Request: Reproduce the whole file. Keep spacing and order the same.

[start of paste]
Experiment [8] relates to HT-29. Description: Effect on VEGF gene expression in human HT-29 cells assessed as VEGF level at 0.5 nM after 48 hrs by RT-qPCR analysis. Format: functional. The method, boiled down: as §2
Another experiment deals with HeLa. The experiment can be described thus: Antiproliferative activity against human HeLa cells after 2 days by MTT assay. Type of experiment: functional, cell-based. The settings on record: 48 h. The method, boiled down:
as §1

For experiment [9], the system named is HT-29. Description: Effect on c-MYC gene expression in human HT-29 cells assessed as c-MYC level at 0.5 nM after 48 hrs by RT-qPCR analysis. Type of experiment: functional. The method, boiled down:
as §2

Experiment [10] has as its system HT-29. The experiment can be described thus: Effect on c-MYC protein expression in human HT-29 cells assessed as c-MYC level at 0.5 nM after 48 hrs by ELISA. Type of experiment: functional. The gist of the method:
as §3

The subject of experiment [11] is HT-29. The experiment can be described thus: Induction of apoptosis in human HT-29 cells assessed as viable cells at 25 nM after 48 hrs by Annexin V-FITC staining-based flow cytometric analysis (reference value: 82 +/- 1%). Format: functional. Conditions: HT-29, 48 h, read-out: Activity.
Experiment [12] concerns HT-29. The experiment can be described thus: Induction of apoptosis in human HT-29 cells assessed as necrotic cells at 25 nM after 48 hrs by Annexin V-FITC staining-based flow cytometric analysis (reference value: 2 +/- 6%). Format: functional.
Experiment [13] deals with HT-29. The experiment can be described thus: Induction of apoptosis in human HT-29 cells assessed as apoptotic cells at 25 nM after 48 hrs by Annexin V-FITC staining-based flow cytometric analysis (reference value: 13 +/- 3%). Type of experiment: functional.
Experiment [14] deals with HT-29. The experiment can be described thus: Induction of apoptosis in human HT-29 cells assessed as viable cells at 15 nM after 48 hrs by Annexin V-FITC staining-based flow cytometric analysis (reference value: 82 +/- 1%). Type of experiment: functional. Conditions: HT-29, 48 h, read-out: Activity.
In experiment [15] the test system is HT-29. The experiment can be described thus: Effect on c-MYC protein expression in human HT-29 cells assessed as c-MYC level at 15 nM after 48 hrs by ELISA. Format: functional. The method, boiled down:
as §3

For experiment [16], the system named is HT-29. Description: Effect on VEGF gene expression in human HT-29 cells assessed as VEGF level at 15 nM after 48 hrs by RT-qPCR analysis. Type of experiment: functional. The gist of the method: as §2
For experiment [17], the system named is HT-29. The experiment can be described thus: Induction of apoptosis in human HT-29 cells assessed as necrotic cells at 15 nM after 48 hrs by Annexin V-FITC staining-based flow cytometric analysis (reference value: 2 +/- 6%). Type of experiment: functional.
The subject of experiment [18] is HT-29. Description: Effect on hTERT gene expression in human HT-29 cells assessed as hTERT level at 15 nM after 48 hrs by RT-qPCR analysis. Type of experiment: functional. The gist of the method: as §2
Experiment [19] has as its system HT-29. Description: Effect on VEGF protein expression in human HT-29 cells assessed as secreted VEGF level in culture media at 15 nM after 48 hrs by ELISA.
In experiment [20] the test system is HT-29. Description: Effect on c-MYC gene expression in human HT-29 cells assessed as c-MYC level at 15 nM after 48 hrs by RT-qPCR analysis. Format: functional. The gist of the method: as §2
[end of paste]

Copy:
Experiment [8] relates to HT-29. Description: Effect on VEGF gene expression in human HT-29 cells assessed as VEGF level at 0.5 nM after 48 hrs by RT-qPCR analysis. Format: functional. The method, boiled down: as §2
Another experiment deals with HeLa. The experiment can be described thus: Antiproliferative activity against human HeLa cells after 2 days by MTT assay. Type of experiment: functional, cell-based. The settings on record: 48 h. The method, boiled down:
as §1

For experiment [9], the system named is HT-29. Description: Effect on c-MYC gene expression in human HT-29 cells assessed as c-MYC level at 0.5 nM after 48 hrs by RT-qPCR analysis. Type of experiment: functional. The method, boiled down:
as §2

Experiment [10] has as its system HT-29. The experiment can be described thus: Effect on c-MYC protein expression in human HT-29 cells assessed as c-MYC level at 0.5 nM after 48 hrs by ELISA. Type of experiment: functional. The gist of the method:
as §3

The subject of experiment [11] is HT-29. The experiment can be described thus: Induction of apoptosis in human HT-29 cells assessed as viable cells at 25 nM after 48 hrs by Annexin V-FITC staining-based flow cytometric analysis (reference value: 82 +/- 1%). Format: functional. Conditions: HT-29, 48 h, read-out: Activity.
Experiment [12] concerns HT-29. The experiment can be described thus: Induction of apoptosis in human HT-29 cells assessed as necrotic cells at 25 nM after 48 hrs by Annexin V-FITC staining-based flow cytometric analysis (reference value: 2 +/- 6%). Format: functional.
Experiment [13] deals with HT-29. The experiment can be described thus: Induction of apoptosis in human HT-29 cells assessed as apoptotic cells at 25 nM after 48 hrs by Annexin V-FITC staining-based flow cytometric analysis (reference value: 13 +/- 3%). Type of experiment: functional.
Experiment [14] deals with HT-29. The experiment can be described thus: Induction of apoptosis in human HT-29 cells assessed as viable cells at 15 nM after 48 hrs by Annexin V-FITC staining-based flow cytometric analysis (reference value: 82 +/- 1%). Type of experiment: functional. Conditions: HT-29, 48 h, read-out: Activity.
In experiment [15] the test system is HT-29. The experiment can be described thus: Effect on c-MYC protein expression in human HT-29 cells assessed as c-MYC level at 15 nM after 48 hrs by ELISA. Format: functional. The method, boiled down:
as §3

For experiment [16], the system named is HT-29. Description: Effect on VEGF gene expression in human HT-29 cells assessed as VEGF level at 15 nM after 48 hrs by RT-qPCR analysis. Type of experiment: functional. The gist of the method: as §2
For experiment [17], the system named is HT-29. The experiment can be described thus: Induction of apoptosis in human HT-29 cells assessed as necrotic cells at 15 nM after 48 hrs by Annexin V-FITC staining-based flow cytometric analysis (reference value: 2 +/- 6%). Type of experiment: functional.
The subject of experiment [18] is HT-29. Description: Effect on hTERT gene expression in human HT-29 cells assessed as hTERT level at 15 nM after 48 hrs by RT-qPCR analysis. Type of experiment: functional. The gist of the method: as §2
Experiment [19] has as its system HT-29. Description: Effect on VEGF protein expression in human HT-29 cells assessed as secreted VEGF level in culture media at 15 nM after 48 hrs by ELISA.
In experiment [20] the test system is HT-29. Description: Effect on c-MYC gene expression in human HT-29 cells assessed as c-MYC level at 15 nM after 48 hrs by RT-qPCR analysis. Format: functional. The gist of the method: as §2